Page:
In 2009, a man in his early thirties, then working for a Hungarian IT company as a financial analyst, sent an e-mail to an address listed on the website of Jobbik. This was just after he had read an interview with Gábor Vona, chairman of the Hungarian radical right party. He found Jobbik’s outspoken style appealing so he decided to offer his help to the party. In the e-mail he explained how Jobbik could take advantage of his work experiences.
Six years later he was sitting in the same car with Gábor Vona while heading to a business conference. They have become close friends in the meantime and Vona often seeks his advice on various issues.
He has become one of the most influential people around Jobbik, though even some of the most experienced political observers do not know his name. He is called Richárd Forrai and even though he is not a member of Jobbik, he played a significant role in developing the party from a ‘do-it-yourself’ radical movement to a professional political organization, now ranking second in the polls. As a close confidant of Vona, he is in charge of coordinating municipalities headed by Jobbik, of improving business ties, and of strengthening Jobbik-leaning media.
Forrai’s broad responsibility is coupled with financial leverage. His companies have been awarded contracts worth of more than a million euros from Jobbik and its party foundation since 2010. Direkt36 has conducted more than twenty interviews and reviewed various documents in order to explore Forrai’s role, which provides a rare insight into behind-the-scenes operations of this enigmatic party.
The story told in 60 seconds:
Becoming a friend of Vona
Although it took several weeks for Jobbik to answer Forrai’s email, eventually he got a positive response and in 2009 became a member of the economic policy working group.
After the European Parliamentary elections in 2009, which brought a political breakthrough for Jobbik with receiving 15 percent of the votes, the economic policy working group was considered the party’s think tank. The group was composed of around 10-15 members at the time including current vice-presidents János Volner and Dániel Z. Kárpát. The working group was responsible for devising the manifesto for the 2010 parliamentary elections, for strengthening the structure of the party, and for improving its business ties.
“We were glad to have Forrai as there were far too many nationalists and anti-capitalists working on economic policies, and hardly anyone with a business-friendly attitude from the private sector,” said one influential member of the group.
The now-37-year-old Forrai has indeed arrived from the private sector, but he didn’t leave behind an outstanding career. After graduating in finance from the College for Modern Business Studies, he spent nine years working at the Hungary-based multinational IT company, Synergon, rising to a mid-level position as a financial manager.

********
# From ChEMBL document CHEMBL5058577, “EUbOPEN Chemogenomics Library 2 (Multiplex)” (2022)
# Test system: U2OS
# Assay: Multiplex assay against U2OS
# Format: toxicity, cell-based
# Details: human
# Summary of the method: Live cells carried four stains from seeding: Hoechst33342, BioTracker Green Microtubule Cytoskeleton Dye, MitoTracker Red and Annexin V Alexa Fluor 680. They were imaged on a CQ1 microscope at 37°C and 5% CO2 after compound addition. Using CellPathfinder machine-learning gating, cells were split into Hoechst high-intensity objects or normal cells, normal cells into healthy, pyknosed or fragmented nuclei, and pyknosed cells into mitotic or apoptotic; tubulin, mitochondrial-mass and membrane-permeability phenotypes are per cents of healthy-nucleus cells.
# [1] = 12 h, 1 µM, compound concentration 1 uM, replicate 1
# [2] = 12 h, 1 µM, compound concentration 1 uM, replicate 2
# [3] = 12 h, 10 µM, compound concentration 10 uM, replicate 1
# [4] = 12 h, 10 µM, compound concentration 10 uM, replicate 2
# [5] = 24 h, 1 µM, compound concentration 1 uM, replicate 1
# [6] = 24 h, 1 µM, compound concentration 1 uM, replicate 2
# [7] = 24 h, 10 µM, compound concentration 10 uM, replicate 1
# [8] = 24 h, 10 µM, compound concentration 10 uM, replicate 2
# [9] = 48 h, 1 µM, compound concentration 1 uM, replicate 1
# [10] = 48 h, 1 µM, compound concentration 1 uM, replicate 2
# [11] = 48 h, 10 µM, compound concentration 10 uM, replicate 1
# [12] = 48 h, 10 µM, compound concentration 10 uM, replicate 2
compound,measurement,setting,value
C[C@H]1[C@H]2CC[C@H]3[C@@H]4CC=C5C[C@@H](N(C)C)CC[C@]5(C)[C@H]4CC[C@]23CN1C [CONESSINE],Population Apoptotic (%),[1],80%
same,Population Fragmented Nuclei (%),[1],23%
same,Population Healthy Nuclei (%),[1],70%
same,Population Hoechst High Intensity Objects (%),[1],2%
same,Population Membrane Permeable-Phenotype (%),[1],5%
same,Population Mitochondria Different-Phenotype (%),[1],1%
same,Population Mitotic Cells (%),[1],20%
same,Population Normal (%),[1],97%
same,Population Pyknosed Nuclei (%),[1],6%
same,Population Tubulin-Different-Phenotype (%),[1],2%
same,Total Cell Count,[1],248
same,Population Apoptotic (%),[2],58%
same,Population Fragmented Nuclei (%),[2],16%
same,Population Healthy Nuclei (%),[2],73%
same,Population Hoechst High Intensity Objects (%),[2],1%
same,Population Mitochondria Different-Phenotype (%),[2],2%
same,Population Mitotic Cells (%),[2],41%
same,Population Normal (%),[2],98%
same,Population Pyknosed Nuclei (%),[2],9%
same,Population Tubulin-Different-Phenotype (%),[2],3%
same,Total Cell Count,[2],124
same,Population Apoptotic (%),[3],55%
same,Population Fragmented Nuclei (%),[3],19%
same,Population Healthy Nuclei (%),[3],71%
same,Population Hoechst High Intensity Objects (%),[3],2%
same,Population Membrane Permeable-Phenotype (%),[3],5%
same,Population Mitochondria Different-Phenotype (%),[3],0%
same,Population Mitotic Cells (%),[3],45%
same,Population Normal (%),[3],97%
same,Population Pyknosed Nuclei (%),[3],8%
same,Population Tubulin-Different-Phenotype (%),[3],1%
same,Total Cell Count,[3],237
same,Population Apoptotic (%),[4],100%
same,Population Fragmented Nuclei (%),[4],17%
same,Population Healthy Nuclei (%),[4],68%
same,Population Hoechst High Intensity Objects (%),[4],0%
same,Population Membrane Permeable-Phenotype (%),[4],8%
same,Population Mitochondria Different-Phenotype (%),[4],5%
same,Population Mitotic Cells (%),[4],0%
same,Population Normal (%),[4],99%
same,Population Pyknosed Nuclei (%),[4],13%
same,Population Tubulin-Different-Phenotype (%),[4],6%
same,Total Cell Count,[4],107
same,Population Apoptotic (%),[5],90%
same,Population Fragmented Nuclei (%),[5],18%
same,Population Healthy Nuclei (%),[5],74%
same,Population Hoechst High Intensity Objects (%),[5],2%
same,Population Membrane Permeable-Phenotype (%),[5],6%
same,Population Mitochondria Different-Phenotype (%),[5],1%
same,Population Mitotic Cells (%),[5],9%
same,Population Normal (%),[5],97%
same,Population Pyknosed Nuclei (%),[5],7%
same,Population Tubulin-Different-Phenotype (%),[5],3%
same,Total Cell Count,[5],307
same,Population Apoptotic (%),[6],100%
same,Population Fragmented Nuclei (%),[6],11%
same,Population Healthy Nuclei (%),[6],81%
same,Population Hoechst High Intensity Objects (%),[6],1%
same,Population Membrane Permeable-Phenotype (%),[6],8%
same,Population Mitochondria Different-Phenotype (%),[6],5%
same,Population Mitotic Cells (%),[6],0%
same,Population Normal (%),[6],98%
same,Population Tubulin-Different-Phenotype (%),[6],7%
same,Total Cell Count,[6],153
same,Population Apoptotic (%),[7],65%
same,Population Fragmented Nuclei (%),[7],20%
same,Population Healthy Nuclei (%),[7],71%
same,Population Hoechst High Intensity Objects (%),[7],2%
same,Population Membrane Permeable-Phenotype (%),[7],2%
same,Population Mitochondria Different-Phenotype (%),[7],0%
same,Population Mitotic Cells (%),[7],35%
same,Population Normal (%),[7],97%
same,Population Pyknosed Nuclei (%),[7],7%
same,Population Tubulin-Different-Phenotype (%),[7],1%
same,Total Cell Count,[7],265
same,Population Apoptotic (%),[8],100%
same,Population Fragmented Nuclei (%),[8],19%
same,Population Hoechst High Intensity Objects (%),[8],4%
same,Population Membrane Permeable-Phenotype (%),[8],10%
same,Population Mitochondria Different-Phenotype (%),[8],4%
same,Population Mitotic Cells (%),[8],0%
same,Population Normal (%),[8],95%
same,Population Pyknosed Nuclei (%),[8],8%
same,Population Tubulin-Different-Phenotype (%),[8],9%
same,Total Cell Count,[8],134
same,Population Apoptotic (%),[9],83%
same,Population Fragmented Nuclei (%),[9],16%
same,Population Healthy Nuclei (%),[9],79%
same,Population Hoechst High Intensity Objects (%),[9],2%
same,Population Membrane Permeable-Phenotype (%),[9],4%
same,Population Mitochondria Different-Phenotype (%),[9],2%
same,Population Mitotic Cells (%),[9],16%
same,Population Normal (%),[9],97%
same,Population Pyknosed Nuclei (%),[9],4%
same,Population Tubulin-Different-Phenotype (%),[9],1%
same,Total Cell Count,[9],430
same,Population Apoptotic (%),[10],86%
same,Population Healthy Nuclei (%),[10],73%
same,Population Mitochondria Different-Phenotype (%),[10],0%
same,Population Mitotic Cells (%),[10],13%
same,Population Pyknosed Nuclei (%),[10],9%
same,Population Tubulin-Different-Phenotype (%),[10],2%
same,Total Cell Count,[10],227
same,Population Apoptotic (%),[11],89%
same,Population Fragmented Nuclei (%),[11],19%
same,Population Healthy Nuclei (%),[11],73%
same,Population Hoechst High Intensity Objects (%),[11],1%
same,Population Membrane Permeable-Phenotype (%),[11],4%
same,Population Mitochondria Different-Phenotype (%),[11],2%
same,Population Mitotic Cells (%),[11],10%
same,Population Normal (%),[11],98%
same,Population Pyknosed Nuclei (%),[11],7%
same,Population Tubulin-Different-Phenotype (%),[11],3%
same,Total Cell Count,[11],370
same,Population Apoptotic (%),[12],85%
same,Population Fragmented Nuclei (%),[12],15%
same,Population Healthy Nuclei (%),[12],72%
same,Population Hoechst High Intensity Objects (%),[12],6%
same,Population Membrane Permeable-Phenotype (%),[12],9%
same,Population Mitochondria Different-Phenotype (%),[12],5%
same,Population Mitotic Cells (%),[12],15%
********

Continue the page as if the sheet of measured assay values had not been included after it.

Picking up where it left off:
Forrai differed from the majority of the Jobbik members not only in his business-friendly attitude. “His political views were in contrast with a typical Jobbik supporter, he was rather liberal and apolitical. By the look of him he was a kind of cool, trendy guy. You would rather think of him as a businessman, not a politician. Everything related to the national radical subculture is out of his character, we laughed at these radicals already in 2010”, said a former politician of Jobbik.
Worked first, spoke next
At the beginning, Forrai’s main task was to support Jobbik giving advices on economic policy. He prepared economic analyses for the ideas in the party manifesto. He collected and structured data, and worked on underpinning political ideas with economic indicators. Forrai researched various economic issues such as the pension system, monetary policy, and foreign currency lending. Then he presented his findings to other members of the working group, and they decided how to present these to Jobbik leadership.
“His work was extremely useful; we could build on his analyses. He branded himself effectively during that time as he was among those few at Jobbik who worked first, spoke next,” said Zsolt Szabó who was the member of the working group. “The particular quality and quantity of his work made Forrai indispensable to the party,” added Szabó.
After the 2010 parliamentary elections Tamás Hegedűs, member of the economy policy working group and the deputy leader of Jobbik’s newly formed parliamentary group, introduced Forrai to Vona. Hegedűs was in charge of establishing the structure of the parliamentary group, and as a former advisor at KPMG he aimed to divide the party advisors into juniors and seniors. Forrai became a senior advisor, holding the official title of being the secretary of the parliamentary group. As it was a full-time position, he left his job at Synergon.
Based on the original concept, Forrai’s task was to coordinate the advisors behind Jobbik’s parliamentary group. Forrai was responsible for supporting the deputies by providing them with analyses, and supervising and coordinating this parliamentary research, and selecting suitable experts.